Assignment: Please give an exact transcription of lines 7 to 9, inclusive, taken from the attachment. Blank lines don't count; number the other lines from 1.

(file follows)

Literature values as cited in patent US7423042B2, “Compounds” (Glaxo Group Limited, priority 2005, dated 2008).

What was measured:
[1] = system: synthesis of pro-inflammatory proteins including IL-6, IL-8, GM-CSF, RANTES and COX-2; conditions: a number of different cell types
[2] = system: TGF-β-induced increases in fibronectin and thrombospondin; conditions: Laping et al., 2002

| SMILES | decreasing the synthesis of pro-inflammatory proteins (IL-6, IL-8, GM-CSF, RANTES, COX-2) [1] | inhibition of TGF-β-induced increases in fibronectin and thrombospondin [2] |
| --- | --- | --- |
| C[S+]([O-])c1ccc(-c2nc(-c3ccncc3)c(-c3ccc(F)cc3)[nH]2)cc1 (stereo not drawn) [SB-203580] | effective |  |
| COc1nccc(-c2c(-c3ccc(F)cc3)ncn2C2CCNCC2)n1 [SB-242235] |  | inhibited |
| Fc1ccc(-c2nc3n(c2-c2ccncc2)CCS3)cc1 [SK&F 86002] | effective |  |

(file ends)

| C[S+]([O-])c1ccc(-c2nc(-c3ccncc3)c(-c3ccc(F)cc3)[nH]2)cc1 (stereo not drawn) [SB-203580] | effective |  |
| COc1nccc(-c2c(-c3ccc(F)cc3)ncn2C2CCNCC2)n1 [SB-242235] |  | inhibited |
| Fc1ccc(-c2nc3n(c2-c2ccncc2)CCS3)cc1 [SK&F 86002] | effective |  |